Jump to content

Violet/purple cast in shadow areas, any ideas?

Recommended Posts

<p>I took some studio photos using two rolls of Fuji Provia 100F and had them E6 processed by my local Prolab. When I got them back I immediately noticed an overall underexposed appearance on many of them in spite of checking with an incident meter and having made successful images with my D700 set at ISO 100 at the same apertures and studio light settings. The really strange thing though was the violet/purple colour in all darker and shadow areas. The model's black hair has turned out purple/violet, the part of her body in shadow shows the same effect, and even the normally black space between frames has a purple/violet colour cast. Additionally in the shadow areas, her black bordered tattoos showed up lighter than her skin in the same areas!<br>

The Prolab says that the other rolls in the batch were fine and they are not to blame. They say that the film could have been exposed to heat but that is highly unlikely on my side since I store the film in the fridge prior to using it and drop it off for processing quickly afterwards and without it being in the heat. I obviously have no control over how it is treated before it ended up in the Prolab's fridge.<br>

Has anyone out there experienced this or have some thoughts on the matter? Some of my friends in my slide group think that it may be the result of over-development.<br>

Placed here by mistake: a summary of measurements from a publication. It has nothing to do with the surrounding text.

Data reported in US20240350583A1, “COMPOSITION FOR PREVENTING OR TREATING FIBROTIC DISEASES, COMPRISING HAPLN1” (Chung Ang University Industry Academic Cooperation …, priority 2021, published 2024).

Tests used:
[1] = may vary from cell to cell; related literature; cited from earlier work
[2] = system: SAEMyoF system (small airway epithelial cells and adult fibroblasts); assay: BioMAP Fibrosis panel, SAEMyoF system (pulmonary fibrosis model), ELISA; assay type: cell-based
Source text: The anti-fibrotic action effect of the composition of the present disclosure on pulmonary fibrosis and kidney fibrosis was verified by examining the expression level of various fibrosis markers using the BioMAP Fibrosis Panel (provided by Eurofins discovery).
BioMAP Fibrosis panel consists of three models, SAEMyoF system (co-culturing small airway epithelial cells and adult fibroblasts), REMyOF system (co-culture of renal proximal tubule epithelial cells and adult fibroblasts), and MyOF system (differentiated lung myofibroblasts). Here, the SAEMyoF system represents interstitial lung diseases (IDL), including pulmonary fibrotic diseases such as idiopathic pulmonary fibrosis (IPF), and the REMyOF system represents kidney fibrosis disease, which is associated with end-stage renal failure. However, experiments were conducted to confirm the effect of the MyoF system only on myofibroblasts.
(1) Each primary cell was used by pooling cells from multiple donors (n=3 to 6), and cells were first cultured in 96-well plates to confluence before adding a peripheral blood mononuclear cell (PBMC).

I am not too bothered about the "ruined" results because I shot mainly digital on the day for the model, and the effects look weird enough that I may even use one or two of them. And no, I haven't had any scanned yet so that I can share them with you yet. Sorry.<br>



<p> </p>

Link to comment
Share on other sites

<p>I had a batch of 20 rolls of Velvia that were reddish, no matter what lab processed them. I suspected it was grey market film (which isn't necessarily bad) but may have been sitting in heat. You might want to have other rolls processed elsewhere to see if it is the film or the lab. Unrelated but pertinent is that direct lighting with strobes throw out a spike of violet without UV filtering on the bulb and over the bulb, giving a slight blue/cyan cast.</p>
Link to comment
Share on other sites

<p>With respect, I think your lab is fibbing. Chemistry costs money, E6 volume is way down at most labs and many will squeeze maximum+ return out of their E6 line with less-than-fresh processing and/or iffy staff. I've not seen that purple haze since I switched to pro lab that only runs their E6 line twice weekly with fresh chemistry. If possible, try another lab since it's least likely your film's to blame. Crappy E6 processing, more than ever, is easy to find.</p>
Link to comment
Share on other sites

  • 2 weeks later...

<p>Thanks so much for the responses and apologies for responding so late. I am also fairly convinced it is the lab because other film from the same batch has not done that. i am away from my home base at the moment, but left some of the offending results from then and will follow up on my return. Unfortunately there are not a lot of alternatives left in Pretoria, South Africa, as far as labs are concerned.<br>



Link to comment
Share on other sites

Create an account or sign in to comment

You need to be a member in order to leave a comment

Create an account

Sign up for a new account in our community. It's easy!

Register a new account

Sign in

Already have an account? Sign in here.

Sign In Now
  • Create New...